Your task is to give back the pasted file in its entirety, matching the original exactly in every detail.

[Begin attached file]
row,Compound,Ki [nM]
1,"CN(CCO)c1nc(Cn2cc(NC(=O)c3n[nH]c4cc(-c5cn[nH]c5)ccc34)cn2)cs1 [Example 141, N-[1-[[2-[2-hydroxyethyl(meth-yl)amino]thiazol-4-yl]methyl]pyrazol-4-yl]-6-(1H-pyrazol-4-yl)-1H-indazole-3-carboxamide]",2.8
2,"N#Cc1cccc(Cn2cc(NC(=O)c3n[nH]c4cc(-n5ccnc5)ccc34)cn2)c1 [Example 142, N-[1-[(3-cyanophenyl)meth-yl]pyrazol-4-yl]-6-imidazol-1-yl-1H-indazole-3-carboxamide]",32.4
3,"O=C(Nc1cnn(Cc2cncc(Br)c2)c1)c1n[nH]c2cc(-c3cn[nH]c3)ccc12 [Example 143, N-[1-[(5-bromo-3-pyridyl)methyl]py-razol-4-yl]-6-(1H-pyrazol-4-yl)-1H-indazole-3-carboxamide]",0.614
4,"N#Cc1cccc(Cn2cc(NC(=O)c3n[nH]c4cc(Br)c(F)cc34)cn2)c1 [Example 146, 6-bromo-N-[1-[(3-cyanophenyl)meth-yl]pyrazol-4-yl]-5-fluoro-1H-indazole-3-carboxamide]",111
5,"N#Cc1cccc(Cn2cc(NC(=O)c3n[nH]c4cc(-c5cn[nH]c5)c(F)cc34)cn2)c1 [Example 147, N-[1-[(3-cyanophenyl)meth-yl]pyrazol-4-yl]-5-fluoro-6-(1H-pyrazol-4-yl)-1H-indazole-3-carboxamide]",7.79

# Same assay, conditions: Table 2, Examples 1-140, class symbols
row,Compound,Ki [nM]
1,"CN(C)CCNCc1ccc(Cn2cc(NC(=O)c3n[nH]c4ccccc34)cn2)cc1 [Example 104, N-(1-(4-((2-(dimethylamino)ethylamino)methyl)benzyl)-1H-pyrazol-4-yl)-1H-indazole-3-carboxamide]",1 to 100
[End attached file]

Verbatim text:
row,Compound,Ki [nM]
1,"CN(CCO)c1nc(Cn2cc(NC(=O)c3n[nH]c4cc(-c5cn[nH]c5)ccc34)cn2)cs1 [Example 141, N-[1-[[2-[2-hydroxyethyl(meth-yl)amino]thiazol-4-yl]methyl]pyrazol-4-yl]-6-(1H-pyrazol-4-yl)-1H-indazole-3-carboxamide]",2.8
2,"N#Cc1cccc(Cn2cc(NC(=O)c3n[nH]c4cc(-n5ccnc5)ccc34)cn2)c1 [Example 142, N-[1-[(3-cyanophenyl)meth-yl]pyrazol-4-yl]-6-imidazol-1-yl-1H-indazole-3-carboxamide]",32.4
3,"O=C(Nc1cnn(Cc2cncc(Br)c2)c1)c1n[nH]c2cc(-c3cn[nH]c3)ccc12 [Example 143, N-[1-[(5-bromo-3-pyridyl)methyl]py-razol-4-yl]-6-(1H-pyrazol-4-yl)-1H-indazole-3-carboxamide]",0.614
4,"N#Cc1cccc(Cn2cc(NC(=O)c3n[nH]c4cc(Br)c(F)cc34)cn2)c1 [Example 146, 6-bromo-N-[1-[(3-cyanophenyl)meth-yl]pyrazol-4-yl]-5-fluoro-1H-indazole-3-carboxamide]",111
5,"N#Cc1cccc(Cn2cc(NC(=O)c3n[nH]c4cc(-c5cn[nH]c5)c(F)cc34)cn2)c1 [Example 147, N-[1-[(3-cyanophenyl)meth-yl]pyrazol-4-yl]-5-fluoro-6-(1H-pyrazol-4-yl)-1H-indazole-3-carboxamide]",7.79

# Same assay, conditions: Table 2, Examples 1-140, class symbols
row,Compound,Ki [nM]
1,"CN(C)CCNCc1ccc(Cn2cc(NC(=O)c3n[nH]c4ccccc34)cn2)cc1 [Example 104, N-(1-(4-((2-(dimethylamino)ethylamino)methyl)benzyl)-1H-pyrazol-4-yl)-1H-indazole-3-carboxamide]",1 to 100